Beating bulimia

Bulimia is an eating disorder that makes you feel like you’re in control, when you’re anything but.

16 February 2015
by Annie Brookstone

“The first time I made myself vomit didn’t seem like a big deal,” says retail manager, Jennifer* (28). “I had been dieting strictly as I was unhappy with my weight, but one day went overboard at a birthday buffet. I immediately became depressed and terrified I was going to undo all my hard work. I told myself I’d do it once and never again – I was already in my twenties and in my mind bulimia was something schoolgirls got, not me.”

It was being able to undo her “bad” eating that Jennifer says made her do it again, binge-eating and then purging with increasing frequency. “My mom put two and two together when she noticed I was more lethargic than usual and that I’d picked up the habit of brushing my teeth immediately after every meal (well, immediately after purging) – and that it always took me 20 minutes locked in the bathroom to do.”

According to Annemarie Louw, head of eating disorders at Montrose Manor, a Cape Town acute treatment facility that specialises in eating disorders, signs that a loved one may be bulimic include:

  • Becoming more isolated, especially spending time in the bathroom directly (or up to 30 minutes) after mealtimes.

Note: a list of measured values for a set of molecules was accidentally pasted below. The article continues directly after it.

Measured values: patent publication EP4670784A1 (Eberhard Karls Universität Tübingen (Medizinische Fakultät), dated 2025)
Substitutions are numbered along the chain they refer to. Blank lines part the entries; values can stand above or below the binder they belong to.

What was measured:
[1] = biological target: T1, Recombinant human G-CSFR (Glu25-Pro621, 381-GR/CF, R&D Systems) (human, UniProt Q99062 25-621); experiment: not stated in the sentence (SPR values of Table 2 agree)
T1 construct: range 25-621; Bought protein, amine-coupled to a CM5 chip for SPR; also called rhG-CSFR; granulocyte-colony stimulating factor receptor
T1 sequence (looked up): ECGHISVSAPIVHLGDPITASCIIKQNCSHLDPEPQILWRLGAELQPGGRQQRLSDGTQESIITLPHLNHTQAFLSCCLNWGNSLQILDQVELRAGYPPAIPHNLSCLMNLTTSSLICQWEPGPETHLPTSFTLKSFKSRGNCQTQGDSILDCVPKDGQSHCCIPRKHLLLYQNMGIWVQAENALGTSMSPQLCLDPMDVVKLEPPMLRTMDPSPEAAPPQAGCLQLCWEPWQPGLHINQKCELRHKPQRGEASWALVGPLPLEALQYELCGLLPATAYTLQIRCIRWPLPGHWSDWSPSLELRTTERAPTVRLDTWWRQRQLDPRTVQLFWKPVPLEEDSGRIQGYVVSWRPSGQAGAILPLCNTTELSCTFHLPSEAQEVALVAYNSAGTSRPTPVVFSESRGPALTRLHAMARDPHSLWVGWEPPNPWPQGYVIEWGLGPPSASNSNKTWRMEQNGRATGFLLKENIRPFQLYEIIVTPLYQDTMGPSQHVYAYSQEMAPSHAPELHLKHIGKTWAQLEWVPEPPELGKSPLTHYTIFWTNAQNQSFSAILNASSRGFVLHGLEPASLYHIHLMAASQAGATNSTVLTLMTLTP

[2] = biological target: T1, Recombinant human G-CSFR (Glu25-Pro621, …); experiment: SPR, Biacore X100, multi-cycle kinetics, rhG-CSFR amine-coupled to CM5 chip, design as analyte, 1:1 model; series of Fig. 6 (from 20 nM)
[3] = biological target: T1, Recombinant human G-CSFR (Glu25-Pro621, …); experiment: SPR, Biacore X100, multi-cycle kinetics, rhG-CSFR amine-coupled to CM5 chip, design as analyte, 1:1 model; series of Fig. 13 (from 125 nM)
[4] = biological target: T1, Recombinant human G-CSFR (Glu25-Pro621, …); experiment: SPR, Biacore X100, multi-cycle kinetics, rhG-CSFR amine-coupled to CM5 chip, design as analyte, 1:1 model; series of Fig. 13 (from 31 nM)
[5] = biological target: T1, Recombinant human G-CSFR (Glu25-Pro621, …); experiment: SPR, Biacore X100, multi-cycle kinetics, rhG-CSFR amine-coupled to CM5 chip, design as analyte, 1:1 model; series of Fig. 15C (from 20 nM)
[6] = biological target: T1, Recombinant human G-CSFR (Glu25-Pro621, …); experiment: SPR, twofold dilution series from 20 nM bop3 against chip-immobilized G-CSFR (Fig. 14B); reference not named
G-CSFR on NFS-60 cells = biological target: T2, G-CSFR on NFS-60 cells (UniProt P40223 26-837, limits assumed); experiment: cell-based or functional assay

• Ritualistic or nervous behaviour around food or mealtimes.
  • You may notice the disappearance of food, finding wrappers or containers indicating that large amounts of food have been consumed.
  • Purging behaviours: frequent trips to the bathroom after meals, signs/smells of vomiting, finding laxative/diuretic packages.
  • Excessive exercise regimes as a means of burning off all kilojoules consumed.
  • Unnatural focus on bodily flaws.
  • Repetitive requests for reassurance about appearance.
  • Social withdrawal.

Jennifer says she soon ticked all the boxes and although she had lost some weight, instead of feeling better, she felt worse – physically and mentally. “Most people who suffer from an eating disorder will experience feelings of depression and/or anxiety due to the negative feelings and the low self-esteem,” says Louw. “There is an ongoing debate as to whether depression and anxiety are contributing factors of eating disorders, or whether they occur as a result. There may be some truth in both arguments. The reality is that eating disorder sufferers have difficulty dealing with emotions. They have low self-worth, which creates huge anxiety on a social and interpersonal level.”

Louw explains that treatment and recovery from bulimia is no easy task and cannot be done alone. “An assessment from a professional will tell you how severe and how far advanced the bulimia is, and whether there are physical conditions that need to be addressed. There are several therapists and support groups that specialise in eating disorders, and in some cases, in-patient treatment may be called for to help interrupt the binging and purging cycle.”

Jennifer says her mom urged her to seek treatment before the problem could get worse. “I went to a psychologist who made me realise that even though bulimia made me feel as if I was in control, it was actually in control of me,” she says.

As Louw explains, there is no quick fix for bulimia – “it requires a long-term commitment to some form of therapy and support in order to recover fully.”

Bulimia can be beaten though. “It took several months of unpacking why I feared not being in control but now I’m sure I’ll keep my original promise to myself and never do it again,” says Jennifer.

*Not her real name.

IMAGE CREDIT: 123rf.com